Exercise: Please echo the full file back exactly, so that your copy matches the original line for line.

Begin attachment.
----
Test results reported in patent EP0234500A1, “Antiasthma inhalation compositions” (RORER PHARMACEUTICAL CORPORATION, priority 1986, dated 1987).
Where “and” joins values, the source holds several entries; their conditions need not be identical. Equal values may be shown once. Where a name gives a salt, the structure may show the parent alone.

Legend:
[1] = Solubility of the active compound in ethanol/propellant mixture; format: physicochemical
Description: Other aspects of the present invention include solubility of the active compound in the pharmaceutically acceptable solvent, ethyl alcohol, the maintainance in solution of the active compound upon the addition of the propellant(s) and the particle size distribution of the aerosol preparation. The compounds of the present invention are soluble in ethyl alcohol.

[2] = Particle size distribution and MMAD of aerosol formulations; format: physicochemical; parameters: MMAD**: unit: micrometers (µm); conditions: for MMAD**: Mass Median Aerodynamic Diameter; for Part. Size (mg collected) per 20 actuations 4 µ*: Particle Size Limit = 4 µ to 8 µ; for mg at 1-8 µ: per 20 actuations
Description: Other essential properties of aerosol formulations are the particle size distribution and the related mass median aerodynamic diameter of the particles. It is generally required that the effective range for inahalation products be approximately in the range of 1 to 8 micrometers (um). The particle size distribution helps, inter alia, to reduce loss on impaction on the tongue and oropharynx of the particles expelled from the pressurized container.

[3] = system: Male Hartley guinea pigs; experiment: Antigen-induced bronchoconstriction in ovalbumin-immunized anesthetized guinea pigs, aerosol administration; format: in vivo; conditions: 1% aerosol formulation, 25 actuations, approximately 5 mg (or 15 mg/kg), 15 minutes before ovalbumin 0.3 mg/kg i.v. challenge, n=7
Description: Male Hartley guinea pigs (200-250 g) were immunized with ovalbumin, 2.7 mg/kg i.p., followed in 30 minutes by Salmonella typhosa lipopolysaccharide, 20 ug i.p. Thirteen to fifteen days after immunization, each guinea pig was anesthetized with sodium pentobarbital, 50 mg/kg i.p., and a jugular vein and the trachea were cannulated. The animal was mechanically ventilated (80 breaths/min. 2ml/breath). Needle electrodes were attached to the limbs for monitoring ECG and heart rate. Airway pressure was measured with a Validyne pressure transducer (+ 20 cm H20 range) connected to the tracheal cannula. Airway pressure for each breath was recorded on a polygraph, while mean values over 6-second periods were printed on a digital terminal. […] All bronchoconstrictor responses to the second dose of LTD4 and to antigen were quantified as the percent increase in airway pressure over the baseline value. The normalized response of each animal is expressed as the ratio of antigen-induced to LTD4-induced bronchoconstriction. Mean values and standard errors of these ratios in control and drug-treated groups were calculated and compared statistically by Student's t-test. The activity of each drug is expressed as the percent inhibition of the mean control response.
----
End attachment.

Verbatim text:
Test results reported in patent EP0234500A1, “Antiasthma inhalation compositions” (RORER PHARMACEUTICAL CORPORATION, priority 1986, dated 1987).
Where “and” joins values, the source holds several entries; their conditions need not be identical. Equal values may be shown once. Where a name gives a salt, the structure may show the parent alone.

Legend:
[1] = Solubility of the active compound in ethanol/propellant mixture; format: physicochemical
Description: Other aspects of the present invention include solubility of the active compound in the pharmaceutically acceptable solvent, ethyl alcohol, the maintainance in solution of the active compound upon the addition of the propellant(s) and the particle size distribution of the aerosol preparation. The compounds of the present invention are soluble in ethyl alcohol.

[2] = Particle size distribution and MMAD of aerosol formulations; format: physicochemical; parameters: MMAD**: unit: micrometers (µm); conditions: for MMAD**: Mass Median Aerodynamic Diameter; for Part. Size (mg collected) per 20 actuations 4 µ*: Particle Size Limit = 4 µ to 8 µ; for mg at 1-8 µ: per 20 actuations
Description: Other essential properties of aerosol formulations are the particle size distribution and the related mass median aerodynamic diameter of the particles. It is generally required that the effective range for inahalation products be approximately in the range of 1 to 8 micrometers (um). The particle size distribution helps, inter alia, to reduce loss on impaction on the tongue and oropharynx of the particles expelled from the pressurized container.

[3] = system: Male Hartley guinea pigs; experiment: Antigen-induced bronchoconstriction in ovalbumin-immunized anesthetized guinea pigs, aerosol administration; format: in vivo; conditions: 1% aerosol formulation, 25 actuations, approximately 5 mg (or 15 mg/kg), 15 minutes before ovalbumin 0.3 mg/kg i.v. challenge, n=7
Description: Male Hartley guinea pigs (200-250 g) were immunized with ovalbumin, 2.7 mg/kg i.p., followed in 30 minutes by Salmonella typhosa lipopolysaccharide, 20 ug i.p. Thirteen to fifteen days after immunization, each guinea pig was anesthetized with sodium pentobarbital, 50 mg/kg i.p., and a jugular vein and the trachea were cannulated. The animal was mechanically ventilated (80 breaths/min. 2ml/breath). Needle electrodes were attached to the limbs for monitoring ECG and heart rate. Airway pressure was measured with a Validyne pressure transducer (+ 20 cm H20 range) connected to the tracheal cannula. Airway pressure for each breath was recorded on a polygraph, while mean values over 6-second periods were printed on a digital terminal. […] All bronchoconstrictor responses to the second dose of LTD4 and to antigen were quantified as the percent increase in airway pressure over the baseline value. The normalized response of each animal is expressed as the ratio of antigen-induced to LTD4-induced bronchoconstriction. Mean values and standard errors of these ratios in control and drug-treated groups were calculated and compared statistically by Student's t-test. The activity of each drug is expressed as the percent inhibition of the mean control response.